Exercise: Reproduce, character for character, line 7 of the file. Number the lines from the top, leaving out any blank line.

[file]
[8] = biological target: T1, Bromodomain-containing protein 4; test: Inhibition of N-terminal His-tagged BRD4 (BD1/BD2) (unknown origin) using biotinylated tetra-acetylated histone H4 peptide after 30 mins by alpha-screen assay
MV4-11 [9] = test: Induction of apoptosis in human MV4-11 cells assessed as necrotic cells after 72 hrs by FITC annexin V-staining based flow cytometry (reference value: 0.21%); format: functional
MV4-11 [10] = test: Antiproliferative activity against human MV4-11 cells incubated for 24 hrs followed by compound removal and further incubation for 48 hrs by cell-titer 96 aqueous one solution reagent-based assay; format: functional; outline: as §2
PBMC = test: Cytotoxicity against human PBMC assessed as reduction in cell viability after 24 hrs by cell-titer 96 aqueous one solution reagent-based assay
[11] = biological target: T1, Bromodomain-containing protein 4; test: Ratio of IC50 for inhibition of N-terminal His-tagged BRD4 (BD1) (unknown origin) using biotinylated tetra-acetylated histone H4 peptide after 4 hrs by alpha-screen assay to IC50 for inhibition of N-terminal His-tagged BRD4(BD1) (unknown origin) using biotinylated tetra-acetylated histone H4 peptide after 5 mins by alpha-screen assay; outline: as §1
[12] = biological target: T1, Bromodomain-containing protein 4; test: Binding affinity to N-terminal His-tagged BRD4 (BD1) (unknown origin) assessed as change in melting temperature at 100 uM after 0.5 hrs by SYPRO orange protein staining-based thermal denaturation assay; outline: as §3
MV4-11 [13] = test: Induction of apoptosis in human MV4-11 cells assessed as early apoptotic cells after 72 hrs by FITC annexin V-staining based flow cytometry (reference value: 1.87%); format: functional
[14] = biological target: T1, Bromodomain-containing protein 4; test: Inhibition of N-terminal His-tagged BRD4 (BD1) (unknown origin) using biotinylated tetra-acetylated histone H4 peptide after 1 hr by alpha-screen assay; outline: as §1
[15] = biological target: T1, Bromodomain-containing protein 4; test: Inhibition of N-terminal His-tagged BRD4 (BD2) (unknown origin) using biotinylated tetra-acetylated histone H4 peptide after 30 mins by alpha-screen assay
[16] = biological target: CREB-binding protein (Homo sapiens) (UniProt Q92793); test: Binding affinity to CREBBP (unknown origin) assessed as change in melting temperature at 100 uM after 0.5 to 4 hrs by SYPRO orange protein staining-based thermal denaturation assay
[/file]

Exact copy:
MV4-11 [13] = test: Induction of apoptosis in human MV4-11 cells assessed as early apoptotic cells after 72 hrs by FITC annexin V-staining based flow cytometry (reference value: 1.87%); format: functional